Plug-in hybrids will continue to qualify as clean vehicles eligible for the credit based on their battery size. But these simply don’t meet the price cut.
Audi A7 TFSI e Quattro plug-in hybrid
Bentley Bentayga Hybrid
BMW 530e xDrive
BMW 745e xDrive
Land Rover Range Rover Plug-In Hybrid
Land Rover Range Rover Sport Plug-in Hybrid
McLaren Artura
Porsche Cayenne E-Hybrid
Porsche Panamera 4/S E-Hybrid

These plug-in hybrids currently qualify on price but don’t have final assembly in the U.S.
Audi Q5 TFSI e Quattro plug-in hybrid
BMW X5 xDrive45e
BMW 330e and 330e xDrive
Hyundai Tucson Plug-In Hybrid
Hyundai Santa Fe Plug-In Hybrid
Kia Niro Plug-In Hybrid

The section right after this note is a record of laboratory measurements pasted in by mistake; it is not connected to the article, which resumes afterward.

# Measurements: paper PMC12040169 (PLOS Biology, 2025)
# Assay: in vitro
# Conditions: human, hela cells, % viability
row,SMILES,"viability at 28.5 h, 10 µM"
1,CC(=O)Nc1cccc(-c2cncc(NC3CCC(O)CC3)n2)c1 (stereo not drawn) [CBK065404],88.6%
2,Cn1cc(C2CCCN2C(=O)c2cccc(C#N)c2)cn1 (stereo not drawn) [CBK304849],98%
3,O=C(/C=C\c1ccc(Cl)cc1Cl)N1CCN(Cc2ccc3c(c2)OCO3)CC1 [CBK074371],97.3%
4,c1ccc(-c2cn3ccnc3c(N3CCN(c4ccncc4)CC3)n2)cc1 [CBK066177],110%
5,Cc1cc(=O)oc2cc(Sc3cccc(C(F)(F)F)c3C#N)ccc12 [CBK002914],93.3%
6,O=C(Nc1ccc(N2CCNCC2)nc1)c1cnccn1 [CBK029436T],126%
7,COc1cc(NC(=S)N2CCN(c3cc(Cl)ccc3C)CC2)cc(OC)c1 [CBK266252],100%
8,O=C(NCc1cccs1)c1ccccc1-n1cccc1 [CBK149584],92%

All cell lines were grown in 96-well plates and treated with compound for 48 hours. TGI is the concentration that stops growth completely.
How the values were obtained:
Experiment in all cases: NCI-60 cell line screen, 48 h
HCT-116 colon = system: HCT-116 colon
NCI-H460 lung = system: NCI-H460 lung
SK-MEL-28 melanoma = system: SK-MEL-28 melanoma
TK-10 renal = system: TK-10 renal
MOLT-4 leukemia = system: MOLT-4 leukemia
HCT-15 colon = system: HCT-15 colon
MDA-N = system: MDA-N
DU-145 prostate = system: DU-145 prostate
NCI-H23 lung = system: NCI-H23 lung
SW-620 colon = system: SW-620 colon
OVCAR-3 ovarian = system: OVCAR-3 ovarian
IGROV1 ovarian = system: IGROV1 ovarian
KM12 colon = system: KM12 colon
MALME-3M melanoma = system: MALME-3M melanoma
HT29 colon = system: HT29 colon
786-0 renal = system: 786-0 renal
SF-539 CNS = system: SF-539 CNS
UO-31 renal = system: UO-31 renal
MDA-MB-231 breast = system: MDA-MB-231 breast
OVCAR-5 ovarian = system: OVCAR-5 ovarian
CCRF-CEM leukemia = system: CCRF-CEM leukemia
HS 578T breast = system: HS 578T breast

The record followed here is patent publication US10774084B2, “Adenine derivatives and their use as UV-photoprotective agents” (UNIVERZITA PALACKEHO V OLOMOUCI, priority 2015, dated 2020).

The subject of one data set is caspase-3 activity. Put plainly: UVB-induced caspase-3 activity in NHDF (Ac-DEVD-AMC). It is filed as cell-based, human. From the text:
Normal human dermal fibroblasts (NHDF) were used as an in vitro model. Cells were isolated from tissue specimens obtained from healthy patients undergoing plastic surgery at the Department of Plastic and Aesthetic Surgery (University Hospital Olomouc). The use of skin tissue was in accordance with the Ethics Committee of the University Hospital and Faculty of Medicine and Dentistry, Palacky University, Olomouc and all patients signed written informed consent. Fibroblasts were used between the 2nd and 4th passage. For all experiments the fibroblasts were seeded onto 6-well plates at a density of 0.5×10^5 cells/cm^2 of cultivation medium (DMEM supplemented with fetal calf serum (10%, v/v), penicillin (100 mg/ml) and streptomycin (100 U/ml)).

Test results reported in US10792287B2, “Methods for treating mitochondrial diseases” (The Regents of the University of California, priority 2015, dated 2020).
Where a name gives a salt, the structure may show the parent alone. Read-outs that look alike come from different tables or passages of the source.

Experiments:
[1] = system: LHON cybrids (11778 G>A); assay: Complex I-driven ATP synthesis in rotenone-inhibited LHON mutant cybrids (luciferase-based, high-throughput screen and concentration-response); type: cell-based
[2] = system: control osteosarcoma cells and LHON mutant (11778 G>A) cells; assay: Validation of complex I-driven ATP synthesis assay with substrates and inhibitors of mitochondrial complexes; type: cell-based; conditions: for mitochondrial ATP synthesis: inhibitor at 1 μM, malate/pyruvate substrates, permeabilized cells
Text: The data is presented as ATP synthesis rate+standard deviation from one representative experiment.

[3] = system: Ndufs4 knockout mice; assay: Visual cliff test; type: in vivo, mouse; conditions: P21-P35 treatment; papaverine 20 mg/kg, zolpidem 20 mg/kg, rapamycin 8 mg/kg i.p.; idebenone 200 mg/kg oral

Kia Sorento Plug-In Hybrid
Lexus NX 450h+
Mini Cooper SE Countryman ALL4
Mitsubishi Outlander Plug-In Hybrid
Toyota Prius Prime
Toyota RAV4 Prime
Volvo S60 Recharge Extended Range
Volvo V60 Recharge Extended Range
Volvo XC60 Recharge Extended Range
Volvo S90 Recharge Extended Range
Volvo XC90 Recharge Extended Range

Plug-in hybrids that will likely qualify in 2023 (before tighter supply-chain rules):
Chrysler Pacifica Hybrid
Ford Escape Plug-In Hybrid
Jeep Wrangler 4xe
Jeep Grand Cherokee 4xe
Lincoln Aviator Grand Touring
Lincoln Corsair Grand Touring
 

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In the near future, the IRS will take comments from the public on establishing guidelines on this new law. Not sure if the public can get them to delay or grant a waiver but worth a shot. I'll post the comment section once it's available.
Many of the rules have been announced at